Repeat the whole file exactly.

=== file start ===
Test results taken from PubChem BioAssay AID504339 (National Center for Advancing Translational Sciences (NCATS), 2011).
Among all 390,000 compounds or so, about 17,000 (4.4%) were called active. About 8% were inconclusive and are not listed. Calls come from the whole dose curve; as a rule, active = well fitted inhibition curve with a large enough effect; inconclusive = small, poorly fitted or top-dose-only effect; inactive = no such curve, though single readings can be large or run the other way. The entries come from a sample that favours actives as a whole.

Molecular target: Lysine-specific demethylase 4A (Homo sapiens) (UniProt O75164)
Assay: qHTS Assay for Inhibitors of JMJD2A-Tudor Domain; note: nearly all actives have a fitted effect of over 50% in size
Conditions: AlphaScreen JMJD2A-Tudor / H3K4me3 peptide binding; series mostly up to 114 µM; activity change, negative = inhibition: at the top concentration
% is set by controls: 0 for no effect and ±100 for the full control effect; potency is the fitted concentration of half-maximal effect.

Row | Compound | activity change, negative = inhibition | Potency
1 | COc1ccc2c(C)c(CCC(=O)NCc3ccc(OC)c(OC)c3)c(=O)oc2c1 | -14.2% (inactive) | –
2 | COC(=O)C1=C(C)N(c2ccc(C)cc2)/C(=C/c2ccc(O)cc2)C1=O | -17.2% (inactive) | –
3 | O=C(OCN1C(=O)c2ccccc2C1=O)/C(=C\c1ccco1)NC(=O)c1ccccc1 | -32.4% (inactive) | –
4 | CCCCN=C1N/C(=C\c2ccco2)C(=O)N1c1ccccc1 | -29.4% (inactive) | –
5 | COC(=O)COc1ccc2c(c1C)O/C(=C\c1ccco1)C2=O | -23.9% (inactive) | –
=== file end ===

Test results taken from PubChem BioAssay AID504339 (National Center for Advancing Translational Sciences (NCATS), 2011).
Among all 390,000 compounds or so, about 17,000 (4.4%) were called active. About 8% were inconclusive and are not listed. Calls come from the whole dose curve; as a rule, active = well fitted inhibition curve with a large enough effect; inconclusive = small, poorly fitted or top-dose-only effect; inactive = no such curve, though single readings can be large or run the other way. The entries come from a sample that favours actives as a whole.

Molecular target: Lysine-specific demethylase 4A (Homo sapiens) (UniProt O75164)
Assay: qHTS Assay for Inhibitors of JMJD2A-Tudor Domain; note: nearly all actives have a fitted effect of over 50% in size
Conditions: AlphaScreen JMJD2A-Tudor / H3K4me3 peptide binding; series mostly up to 114 µM; activity change, negative = inhibition: at the top concentration
% is set by controls: 0 for no effect and ±100 for the full control effect; potency is the fitted concentration of half-maximal effect.

Row | Compound | activity change, negative = inhibition | Potency
1 | COc1ccc2c(C)c(CCC(=O)NCc3ccc(OC)c(OC)c3)c(=O)oc2c1 | -14.2% (inactive) | –
2 | COC(=O)C1=C(C)N(c2ccc(C)cc2)/C(=C/c2ccc(O)cc2)C1=O | -17.2% (inactive) | –
3 | O=C(OCN1C(=O)c2ccccc2C1=O)/C(=C\c1ccco1)NC(=O)c1ccccc1 | -32.4% (inactive) | –
4 | CCCCN=C1N/C(=C\c2ccco2)C(=O)N1c1ccccc1 | -29.4% (inactive) | –
5 | COC(=O)COc1ccc2c(c1C)O/C(=C\c1ccco1)C2=O | -23.9% (inactive) | –